Amsterdam Trade Bank, A Subsidiary Of Russia Alfa Bank Declares Bankruptcy
The Amsterdam court has declared the Amsterdam Trade Bank bankrupt on Friday. This will directly affect 23,000 savers. The Dutch State is assisting through a deposit guarantee scheme and guarantees savings of up to 100,000 euros, regulator DNB reports on its website.
In total, 700 million euros will have to be called on from the deposit guarantee scheme. This currently contains a total of 3 billion euros.
ATB, which is indirectly in Russian hands, cites ‘operational difficulties’ as the cause of the bankruptcy because the United States and the United Kingdom have placed the bank on the sanction list. Other banks find it “difficult to continue to support us,” ATB writes in a press statement. Anyone who does business with a company that has been placed on the sanctions list is breaking the rules.
Earlier in the day it appeared that customers of the Amsterdam Trade Bank could no longer access their account. Savings were temporarily frozen. The bank is said to have taken measures to prevent a so-called bank run on savings. On Thursday, the FD already revealed that the bank is in the shop window.
Amsterdam Trade Bank is a relatively small bank located on the Amsterdam Zuidas. In recent years, the bank has provided loans to shipping companies, among other things. Since 2021, the company has focused on small loans for SMEs. According to the most recent annual report from 2020, savers also had 370 million euros in outstanding savings. The balance sheet total was relatively small at 1.2 billion euros.
Four Russian Oligarchs
Via a stepped construction, ATB is largely in the hands of four Russian owners who have been subject to sanctions. These are the oligarchs Mikhail Fridman, Petr Aven, Alexei Kuzmichov and German Khan.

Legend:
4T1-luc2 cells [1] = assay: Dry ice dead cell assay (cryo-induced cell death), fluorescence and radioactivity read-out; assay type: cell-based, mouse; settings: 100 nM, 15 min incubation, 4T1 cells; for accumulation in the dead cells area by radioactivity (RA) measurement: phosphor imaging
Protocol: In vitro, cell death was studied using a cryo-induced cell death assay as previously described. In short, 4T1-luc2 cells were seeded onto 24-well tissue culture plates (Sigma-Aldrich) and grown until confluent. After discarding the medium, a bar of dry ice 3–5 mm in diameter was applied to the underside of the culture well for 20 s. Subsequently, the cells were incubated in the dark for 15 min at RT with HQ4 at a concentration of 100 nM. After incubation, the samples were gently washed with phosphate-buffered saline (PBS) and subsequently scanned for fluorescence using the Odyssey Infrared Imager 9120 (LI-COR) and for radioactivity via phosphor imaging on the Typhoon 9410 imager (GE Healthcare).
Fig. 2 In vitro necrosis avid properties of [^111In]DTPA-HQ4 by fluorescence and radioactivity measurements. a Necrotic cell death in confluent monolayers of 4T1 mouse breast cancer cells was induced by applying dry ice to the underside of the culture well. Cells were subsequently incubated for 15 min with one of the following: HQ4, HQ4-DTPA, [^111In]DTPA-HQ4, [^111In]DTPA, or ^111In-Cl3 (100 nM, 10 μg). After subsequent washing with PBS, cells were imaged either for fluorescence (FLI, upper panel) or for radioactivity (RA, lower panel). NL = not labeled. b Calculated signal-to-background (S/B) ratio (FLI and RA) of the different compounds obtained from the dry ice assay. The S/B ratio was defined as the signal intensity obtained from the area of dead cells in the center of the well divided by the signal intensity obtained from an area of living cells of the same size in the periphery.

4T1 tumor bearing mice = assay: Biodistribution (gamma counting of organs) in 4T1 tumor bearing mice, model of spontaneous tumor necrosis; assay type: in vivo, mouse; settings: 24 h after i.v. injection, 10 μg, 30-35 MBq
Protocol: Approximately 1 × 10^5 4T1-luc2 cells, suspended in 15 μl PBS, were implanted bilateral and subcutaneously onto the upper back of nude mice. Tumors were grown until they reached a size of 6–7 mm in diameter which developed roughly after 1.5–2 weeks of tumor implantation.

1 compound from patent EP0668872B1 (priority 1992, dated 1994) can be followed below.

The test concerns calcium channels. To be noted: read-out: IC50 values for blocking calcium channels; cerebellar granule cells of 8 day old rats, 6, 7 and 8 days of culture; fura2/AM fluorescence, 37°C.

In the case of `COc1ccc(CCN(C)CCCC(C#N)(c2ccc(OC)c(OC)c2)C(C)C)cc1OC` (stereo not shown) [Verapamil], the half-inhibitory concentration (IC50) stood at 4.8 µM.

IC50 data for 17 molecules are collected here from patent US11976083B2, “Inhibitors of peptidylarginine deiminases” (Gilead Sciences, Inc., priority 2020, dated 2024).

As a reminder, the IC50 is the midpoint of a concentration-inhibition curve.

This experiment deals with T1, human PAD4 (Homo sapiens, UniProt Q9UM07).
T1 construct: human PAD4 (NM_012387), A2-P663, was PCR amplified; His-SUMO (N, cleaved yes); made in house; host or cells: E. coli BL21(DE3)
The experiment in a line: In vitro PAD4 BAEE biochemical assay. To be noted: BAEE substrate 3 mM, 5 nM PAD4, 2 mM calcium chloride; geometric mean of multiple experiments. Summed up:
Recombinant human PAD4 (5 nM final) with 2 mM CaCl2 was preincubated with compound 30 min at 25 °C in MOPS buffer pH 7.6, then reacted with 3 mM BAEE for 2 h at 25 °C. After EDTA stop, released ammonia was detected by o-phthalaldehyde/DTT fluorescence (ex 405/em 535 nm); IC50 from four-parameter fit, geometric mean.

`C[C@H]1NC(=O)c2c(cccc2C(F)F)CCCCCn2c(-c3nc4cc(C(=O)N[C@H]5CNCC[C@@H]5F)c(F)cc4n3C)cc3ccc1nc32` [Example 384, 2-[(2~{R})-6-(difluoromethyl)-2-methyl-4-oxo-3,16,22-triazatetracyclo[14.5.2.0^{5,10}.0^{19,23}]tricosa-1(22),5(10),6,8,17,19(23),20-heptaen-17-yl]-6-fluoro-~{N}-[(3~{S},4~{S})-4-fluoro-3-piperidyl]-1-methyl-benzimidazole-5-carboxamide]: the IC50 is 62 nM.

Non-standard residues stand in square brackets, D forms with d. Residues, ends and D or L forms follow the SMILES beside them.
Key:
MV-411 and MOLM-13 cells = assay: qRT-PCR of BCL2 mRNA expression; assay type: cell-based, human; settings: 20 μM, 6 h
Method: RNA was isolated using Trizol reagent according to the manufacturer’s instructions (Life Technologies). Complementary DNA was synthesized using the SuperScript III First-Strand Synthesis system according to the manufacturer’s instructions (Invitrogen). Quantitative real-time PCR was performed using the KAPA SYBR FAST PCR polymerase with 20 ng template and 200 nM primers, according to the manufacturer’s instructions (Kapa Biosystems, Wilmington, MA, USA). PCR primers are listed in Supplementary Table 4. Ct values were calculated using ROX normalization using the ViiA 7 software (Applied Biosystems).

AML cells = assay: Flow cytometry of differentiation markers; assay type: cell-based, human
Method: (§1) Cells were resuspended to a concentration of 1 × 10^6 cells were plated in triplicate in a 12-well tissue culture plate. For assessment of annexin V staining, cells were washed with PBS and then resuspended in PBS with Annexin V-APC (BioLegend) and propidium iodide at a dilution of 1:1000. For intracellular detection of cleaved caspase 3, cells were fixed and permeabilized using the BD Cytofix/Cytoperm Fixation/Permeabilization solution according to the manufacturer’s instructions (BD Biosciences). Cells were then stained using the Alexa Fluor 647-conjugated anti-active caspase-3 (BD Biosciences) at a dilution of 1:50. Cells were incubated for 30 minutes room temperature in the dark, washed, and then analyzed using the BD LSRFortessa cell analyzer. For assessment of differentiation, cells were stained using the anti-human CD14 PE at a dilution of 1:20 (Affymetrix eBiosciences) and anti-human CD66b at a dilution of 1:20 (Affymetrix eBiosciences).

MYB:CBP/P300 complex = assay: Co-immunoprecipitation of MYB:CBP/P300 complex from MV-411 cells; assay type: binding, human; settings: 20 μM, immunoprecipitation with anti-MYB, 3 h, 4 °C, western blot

Amsterdam Trade Bank is a subsidiary of Alfa Bank, Russia’s largest private bank. Fridman and his three business partners are founders of Alfa Bank, in which they still own a combined 82 percent stake.
The ATB itself is not on the EU sanctions list. Neither does parent company Alfa Bank. However, Alfa Bank is on the sanctions list of the British and Americans. For individuals, their companies will be affected if they have an interest of 50 percent or more in them. ATB thus seemed to escape the EU sanctions, but recently it became clear that the interests can be added together. This would mean that the Netherlands could still decide, for example, to freeze dividend payments to the owners.
Previously raid FIOD
The ATB has been in the interest of the tax investigation service FIOD and DNB for years. In 2017, the FIOD raided ATB on suspicion of violation of the Money Laundering and Terrorist Financing (Prevention) Act. ATB accounts would be used to launder, among other things, Russian money flows. In this way, the bank would be involved in the scandal surrounding telecom company Vimpelcom. He was guilty of bribery and forgery for years. The Fiod investigation into ATB is still ongoing.
Three Dutch supervisory directors are active at the ATB, including former DNB director Lex Hoogduin. They previously told NRC that they saw no reason to resign in the sanctions against the four owners.